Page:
And one more thing, the funniest thing of this all is that our politicians keeps saying the only positive thing about this whole sharade (I said that), is that the division this time is political and not sectarianist. And the media keeps focusing that we should not be sectarnist. But once again, they are both wrong.
This division is religional, and Lebanese people are still prejudice.

Instead of doing ADS to promote non-sectarianism, why don't they start by doing better activities, something like let's go clean the roads, or help poor people, feed hungry children, give christmas presents for orphans etc... But even if they do that, they will use it as an AD to show off being so damn secular.

Anonymous said...

Will you accept greetings from us "awful" March 14ers?

Merry Christmas EDB and a Happy New Year!

Anonymous said...

Happy holidays. Thanks for your posts.

About Jumblat, read a very funny article at

savonaroll said...

The ministry of sri-lankese rights.

Dr Victorino de la Vega said...

Hi Lily,

2006 ended with a major debacle for the Pharisaic thugs of Washington: let’s hope the political wine of 2007 will be as sweet to our pallets...

I look forward to hearing Jim Webb’s first speeches in the US Senate: the Virginian will be Cheney’s worst nightmare!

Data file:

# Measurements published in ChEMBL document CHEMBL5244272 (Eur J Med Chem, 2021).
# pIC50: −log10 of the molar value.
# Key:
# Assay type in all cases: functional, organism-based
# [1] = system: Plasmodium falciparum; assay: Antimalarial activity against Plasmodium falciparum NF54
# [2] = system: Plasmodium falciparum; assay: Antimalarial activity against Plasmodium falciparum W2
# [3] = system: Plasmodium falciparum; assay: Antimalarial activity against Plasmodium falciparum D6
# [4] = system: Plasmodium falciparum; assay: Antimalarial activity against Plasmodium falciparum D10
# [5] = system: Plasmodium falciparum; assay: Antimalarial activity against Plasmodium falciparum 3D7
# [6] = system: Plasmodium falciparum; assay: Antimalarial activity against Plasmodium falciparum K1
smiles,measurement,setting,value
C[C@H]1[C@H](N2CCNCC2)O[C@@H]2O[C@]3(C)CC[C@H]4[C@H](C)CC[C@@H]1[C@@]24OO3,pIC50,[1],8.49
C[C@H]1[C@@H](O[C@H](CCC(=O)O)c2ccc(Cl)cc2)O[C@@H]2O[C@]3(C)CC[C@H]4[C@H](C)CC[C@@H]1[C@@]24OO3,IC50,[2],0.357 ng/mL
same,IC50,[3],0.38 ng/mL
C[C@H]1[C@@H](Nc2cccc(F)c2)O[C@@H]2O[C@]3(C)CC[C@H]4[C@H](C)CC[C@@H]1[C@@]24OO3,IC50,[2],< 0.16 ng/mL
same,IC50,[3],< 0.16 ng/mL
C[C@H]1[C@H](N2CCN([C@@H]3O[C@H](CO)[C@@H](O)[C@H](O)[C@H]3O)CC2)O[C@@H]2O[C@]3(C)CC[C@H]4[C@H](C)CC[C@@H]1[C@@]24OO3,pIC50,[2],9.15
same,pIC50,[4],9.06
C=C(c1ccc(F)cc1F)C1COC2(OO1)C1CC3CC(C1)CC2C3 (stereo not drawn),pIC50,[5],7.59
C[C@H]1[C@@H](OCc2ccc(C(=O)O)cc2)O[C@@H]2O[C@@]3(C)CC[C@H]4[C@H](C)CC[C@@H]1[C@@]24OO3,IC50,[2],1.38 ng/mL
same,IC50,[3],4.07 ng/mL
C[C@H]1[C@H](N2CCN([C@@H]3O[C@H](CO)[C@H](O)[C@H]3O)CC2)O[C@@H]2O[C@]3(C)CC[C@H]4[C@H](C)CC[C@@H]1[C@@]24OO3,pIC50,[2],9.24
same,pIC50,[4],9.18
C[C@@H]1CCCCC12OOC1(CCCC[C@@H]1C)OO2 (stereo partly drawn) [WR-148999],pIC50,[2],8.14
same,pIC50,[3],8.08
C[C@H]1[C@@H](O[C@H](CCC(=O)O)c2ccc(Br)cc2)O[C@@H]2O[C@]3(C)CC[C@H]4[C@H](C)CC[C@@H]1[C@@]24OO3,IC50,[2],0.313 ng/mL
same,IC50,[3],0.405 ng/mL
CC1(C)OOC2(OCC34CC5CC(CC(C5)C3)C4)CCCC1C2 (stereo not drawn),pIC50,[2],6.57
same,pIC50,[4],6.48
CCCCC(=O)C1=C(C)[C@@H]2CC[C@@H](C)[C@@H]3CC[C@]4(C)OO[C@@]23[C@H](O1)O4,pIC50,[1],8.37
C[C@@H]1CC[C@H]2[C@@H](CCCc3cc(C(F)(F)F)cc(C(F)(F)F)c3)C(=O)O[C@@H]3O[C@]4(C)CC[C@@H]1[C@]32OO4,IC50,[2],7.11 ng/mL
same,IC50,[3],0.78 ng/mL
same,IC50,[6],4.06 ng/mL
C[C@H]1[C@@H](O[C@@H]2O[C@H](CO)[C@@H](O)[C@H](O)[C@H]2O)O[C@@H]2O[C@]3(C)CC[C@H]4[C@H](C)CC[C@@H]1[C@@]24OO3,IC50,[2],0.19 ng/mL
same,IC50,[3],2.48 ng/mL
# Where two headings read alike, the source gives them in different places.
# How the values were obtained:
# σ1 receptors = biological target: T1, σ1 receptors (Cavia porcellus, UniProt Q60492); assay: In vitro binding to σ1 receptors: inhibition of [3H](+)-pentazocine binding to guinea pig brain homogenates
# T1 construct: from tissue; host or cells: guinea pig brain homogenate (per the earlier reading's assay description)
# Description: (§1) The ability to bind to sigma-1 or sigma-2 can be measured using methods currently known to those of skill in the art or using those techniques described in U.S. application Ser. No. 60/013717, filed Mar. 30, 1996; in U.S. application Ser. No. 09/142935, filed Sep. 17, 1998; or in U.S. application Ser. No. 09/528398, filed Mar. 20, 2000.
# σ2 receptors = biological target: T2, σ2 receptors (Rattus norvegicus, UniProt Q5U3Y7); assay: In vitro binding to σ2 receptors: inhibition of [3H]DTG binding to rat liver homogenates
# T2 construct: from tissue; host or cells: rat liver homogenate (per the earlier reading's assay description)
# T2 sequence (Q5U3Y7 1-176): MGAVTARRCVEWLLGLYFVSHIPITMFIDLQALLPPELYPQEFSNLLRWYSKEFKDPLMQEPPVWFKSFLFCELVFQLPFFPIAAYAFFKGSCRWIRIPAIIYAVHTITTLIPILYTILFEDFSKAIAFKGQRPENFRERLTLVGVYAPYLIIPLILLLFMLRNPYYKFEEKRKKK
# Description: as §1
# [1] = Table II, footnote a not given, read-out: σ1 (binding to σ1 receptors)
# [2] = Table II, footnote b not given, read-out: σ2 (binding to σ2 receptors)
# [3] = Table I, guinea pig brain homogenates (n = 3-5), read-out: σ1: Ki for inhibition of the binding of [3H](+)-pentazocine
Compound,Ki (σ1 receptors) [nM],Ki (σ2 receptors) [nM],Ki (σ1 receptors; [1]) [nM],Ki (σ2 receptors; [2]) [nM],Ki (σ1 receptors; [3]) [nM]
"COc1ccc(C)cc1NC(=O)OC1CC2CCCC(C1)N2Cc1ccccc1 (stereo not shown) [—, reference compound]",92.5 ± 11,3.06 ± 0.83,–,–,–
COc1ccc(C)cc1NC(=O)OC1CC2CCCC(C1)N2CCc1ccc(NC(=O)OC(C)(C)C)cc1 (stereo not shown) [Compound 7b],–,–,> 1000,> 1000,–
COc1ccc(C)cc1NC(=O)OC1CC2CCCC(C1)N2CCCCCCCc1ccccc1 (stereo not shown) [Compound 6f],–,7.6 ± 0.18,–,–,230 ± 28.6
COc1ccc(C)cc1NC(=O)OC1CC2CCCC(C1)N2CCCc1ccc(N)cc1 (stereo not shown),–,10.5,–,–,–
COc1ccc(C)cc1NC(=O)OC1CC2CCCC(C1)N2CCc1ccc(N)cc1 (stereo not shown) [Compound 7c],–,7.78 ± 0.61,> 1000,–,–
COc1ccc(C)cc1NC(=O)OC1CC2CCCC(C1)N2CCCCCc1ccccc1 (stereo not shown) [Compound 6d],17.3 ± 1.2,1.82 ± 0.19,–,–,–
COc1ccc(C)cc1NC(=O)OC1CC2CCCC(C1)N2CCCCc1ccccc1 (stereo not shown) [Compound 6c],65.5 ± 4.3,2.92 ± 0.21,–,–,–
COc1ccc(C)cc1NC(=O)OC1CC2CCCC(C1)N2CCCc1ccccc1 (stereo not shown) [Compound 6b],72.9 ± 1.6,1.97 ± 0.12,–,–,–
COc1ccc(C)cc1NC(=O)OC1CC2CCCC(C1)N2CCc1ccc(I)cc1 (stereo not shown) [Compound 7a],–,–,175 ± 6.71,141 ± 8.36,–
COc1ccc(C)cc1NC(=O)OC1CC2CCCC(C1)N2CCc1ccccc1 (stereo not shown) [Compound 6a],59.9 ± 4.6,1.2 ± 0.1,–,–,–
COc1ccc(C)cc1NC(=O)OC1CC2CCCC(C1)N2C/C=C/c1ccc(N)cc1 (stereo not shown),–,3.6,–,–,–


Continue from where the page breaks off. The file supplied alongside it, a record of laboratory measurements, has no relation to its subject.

I look forward to seeing Fuad Saniora's collaborationist government fall in the first days of 2007

In the meantime, I wish you a merry Christmas & happy new year.

May the Western God Crom and the Holly Tarim of Arabia both be with you and your loved ones

V. the Barbarian

Oberon Brown said...

I still can't understand how a witty (and probably smart) person like you can be that much pro march 8th! I can think of only two possible explanations for this phenomenon:
A- You are deeply in love with that Mad Arab guy, and he has completely brainwashed you into becoming a march 8/Hassan Nasrallah fanatic. Being a sentimental person, you naturally follow your heart before your mind, and there goes the result...
B- (which is a more plausible hypothesis) You are actually a NATO spy undercover, sent to infiltrate Hezbollah, and the best way to gain their trust is by simulating this whole enthusiasm for the Resistance thing. Therefore, you cannot allow yourself friendly connections (or blind date requests) with March 14ers, in order not to raise any suspicions in the ranks of the targeted parti.
... Well, anyway Merry Xmas to you, and to all the "campers" downtown, cause despite everything (like they being wrong and all), we are all still in this country together, and we're gonna have to learn to live with each other :)

EDB said...

Yes, Merry Christmas to you all, la Lebanessa. You never did respond with an example of something good the current ruling coalition has done, since taking power...
And Oberon, I am NOT by any stretch a March 8th fanatic. This is a severe misreading of my political views. I just happen to dislike M14th more. In fact, if i wasn't a visitor here, I would be throwing tomatoes at those preposterous "I love life" vans that have been cruising through the streets. More on that in the next post.

Anonymous said...